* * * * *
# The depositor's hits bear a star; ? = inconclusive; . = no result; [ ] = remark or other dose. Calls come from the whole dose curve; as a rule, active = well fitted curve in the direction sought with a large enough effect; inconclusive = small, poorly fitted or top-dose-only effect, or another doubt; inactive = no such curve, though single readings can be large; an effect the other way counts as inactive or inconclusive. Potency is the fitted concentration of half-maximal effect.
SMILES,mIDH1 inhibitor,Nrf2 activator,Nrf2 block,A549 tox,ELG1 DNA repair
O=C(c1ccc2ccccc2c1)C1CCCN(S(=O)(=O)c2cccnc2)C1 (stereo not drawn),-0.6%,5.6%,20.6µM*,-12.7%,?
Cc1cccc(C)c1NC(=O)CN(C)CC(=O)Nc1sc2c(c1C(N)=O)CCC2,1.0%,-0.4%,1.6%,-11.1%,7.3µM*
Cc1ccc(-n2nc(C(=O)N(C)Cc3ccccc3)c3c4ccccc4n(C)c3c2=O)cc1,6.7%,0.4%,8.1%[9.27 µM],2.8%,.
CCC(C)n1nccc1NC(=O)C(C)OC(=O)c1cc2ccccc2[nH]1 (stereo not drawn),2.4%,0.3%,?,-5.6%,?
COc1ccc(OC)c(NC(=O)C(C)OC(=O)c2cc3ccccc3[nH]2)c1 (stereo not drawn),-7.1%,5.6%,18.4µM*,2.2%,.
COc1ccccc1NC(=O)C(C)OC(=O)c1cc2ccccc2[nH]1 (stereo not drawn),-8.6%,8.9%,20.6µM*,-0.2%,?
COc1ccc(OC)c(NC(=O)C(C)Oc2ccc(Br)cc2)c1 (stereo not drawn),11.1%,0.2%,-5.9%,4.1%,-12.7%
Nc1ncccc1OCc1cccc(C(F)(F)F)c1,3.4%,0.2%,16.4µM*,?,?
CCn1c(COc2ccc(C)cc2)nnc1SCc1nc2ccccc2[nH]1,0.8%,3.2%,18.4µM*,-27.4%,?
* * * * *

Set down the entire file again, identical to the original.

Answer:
# The depositor's hits bear a star; ? = inconclusive; . = no result; [ ] = remark or other dose. Calls come from the whole dose curve; as a rule, active = well fitted curve in the direction sought with a large enough effect; inconclusive = small, poorly fitted or top-dose-only effect, or another doubt; inactive = no such curve, though single readings can be large; an effect the other way counts as inactive or inconclusive. Potency is the fitted concentration of half-maximal effect.
SMILES,mIDH1 inhibitor,Nrf2 activator,Nrf2 block,A549 tox,ELG1 DNA repair
O=C(c1ccc2ccccc2c1)C1CCCN(S(=O)(=O)c2cccnc2)C1 (stereo not drawn),-0.6%,5.6%,20.6µM*,-12.7%,?
Cc1cccc(C)c1NC(=O)CN(C)CC(=O)Nc1sc2c(c1C(N)=O)CCC2,1.0%,-0.4%,1.6%,-11.1%,7.3µM*
Cc1ccc(-n2nc(C(=O)N(C)Cc3ccccc3)c3c4ccccc4n(C)c3c2=O)cc1,6.7%,0.4%,8.1%[9.27 µM],2.8%,.
CCC(C)n1nccc1NC(=O)C(C)OC(=O)c1cc2ccccc2[nH]1 (stereo not drawn),2.4%,0.3%,?,-5.6%,?
COc1ccc(OC)c(NC(=O)C(C)OC(=O)c2cc3ccccc3[nH]2)c1 (stereo not drawn),-7.1%,5.6%,18.4µM*,2.2%,.
COc1ccccc1NC(=O)C(C)OC(=O)c1cc2ccccc2[nH]1 (stereo not drawn),-8.6%,8.9%,20.6µM*,-0.2%,?
COc1ccc(OC)c(NC(=O)C(C)Oc2ccc(Br)cc2)c1 (stereo not drawn),11.1%,0.2%,-5.9%,4.1%,-12.7%
Nc1ncccc1OCc1cccc(C(F)(F)F)c1,3.4%,0.2%,16.4µM*,?,?
CCn1c(COc2ccc(C)cc2)nnc1SCc1nc2ccccc2[nH]1,0.8%,3.2%,18.4µM*,-27.4%,?